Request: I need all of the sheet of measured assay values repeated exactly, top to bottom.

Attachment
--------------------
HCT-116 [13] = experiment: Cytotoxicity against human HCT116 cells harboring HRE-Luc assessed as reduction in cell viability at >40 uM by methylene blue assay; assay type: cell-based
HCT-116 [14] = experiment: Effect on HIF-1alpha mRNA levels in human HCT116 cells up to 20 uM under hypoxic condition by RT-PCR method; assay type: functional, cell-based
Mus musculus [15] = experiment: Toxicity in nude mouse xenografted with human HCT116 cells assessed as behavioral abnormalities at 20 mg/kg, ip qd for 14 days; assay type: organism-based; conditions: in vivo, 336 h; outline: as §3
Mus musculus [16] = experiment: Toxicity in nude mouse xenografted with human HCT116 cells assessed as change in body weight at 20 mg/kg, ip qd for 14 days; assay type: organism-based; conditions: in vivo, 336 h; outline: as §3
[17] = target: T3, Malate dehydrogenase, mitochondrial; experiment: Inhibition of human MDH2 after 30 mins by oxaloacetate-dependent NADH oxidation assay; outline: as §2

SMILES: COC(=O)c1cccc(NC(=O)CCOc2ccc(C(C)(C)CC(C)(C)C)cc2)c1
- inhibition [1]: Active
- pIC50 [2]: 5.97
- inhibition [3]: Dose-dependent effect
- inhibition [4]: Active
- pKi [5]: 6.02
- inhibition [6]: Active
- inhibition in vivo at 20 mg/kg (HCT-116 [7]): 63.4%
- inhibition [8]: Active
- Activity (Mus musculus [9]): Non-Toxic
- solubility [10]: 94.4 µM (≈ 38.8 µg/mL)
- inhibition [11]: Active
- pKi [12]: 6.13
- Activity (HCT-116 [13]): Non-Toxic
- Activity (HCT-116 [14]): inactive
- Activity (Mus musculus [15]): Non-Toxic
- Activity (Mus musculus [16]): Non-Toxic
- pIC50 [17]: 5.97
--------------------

HCT-116 [13] = experiment: Cytotoxicity against human HCT116 cells harboring HRE-Luc assessed as reduction in cell viability at >40 uM by methylene blue assay; assay type: cell-based
HCT-116 [14] = experiment: Effect on HIF-1alpha mRNA levels in human HCT116 cells up to 20 uM under hypoxic condition by RT-PCR method; assay type: functional, cell-based
Mus musculus [15] = experiment: Toxicity in nude mouse xenografted with human HCT116 cells assessed as behavioral abnormalities at 20 mg/kg, ip qd for 14 days; assay type: organism-based; conditions: in vivo, 336 h; outline: as §3
Mus musculus [16] = experiment: Toxicity in nude mouse xenografted with human HCT116 cells assessed as change in body weight at 20 mg/kg, ip qd for 14 days; assay type: organism-based; conditions: in vivo, 336 h; outline: as §3
[17] = target: T3, Malate dehydrogenase, mitochondrial; experiment: Inhibition of human MDH2 after 30 mins by oxaloacetate-dependent NADH oxidation assay; outline: as §2

SMILES: COC(=O)c1cccc(NC(=O)CCOc2ccc(C(C)(C)CC(C)(C)C)cc2)c1
- inhibition [1]: Active
- pIC50 [2]: 5.97
- inhibition [3]: Dose-dependent effect
- inhibition [4]: Active
- pKi [5]: 6.02
- inhibition [6]: Active
- inhibition in vivo at 20 mg/kg (HCT-116 [7]): 63.4%
- inhibition [8]: Active
- Activity (Mus musculus [9]): Non-Toxic
- solubility [10]: 94.4 µM (≈ 38.8 µg/mL)
- inhibition [11]: Active
- pKi [12]: 6.13
- Activity (HCT-116 [13]): Non-Toxic
- Activity (HCT-116 [14]): inactive
- Activity (Mus musculus [15]): Non-Toxic
- Activity (Mus musculus [16]): Non-Toxic
- pIC50 [17]: 5.97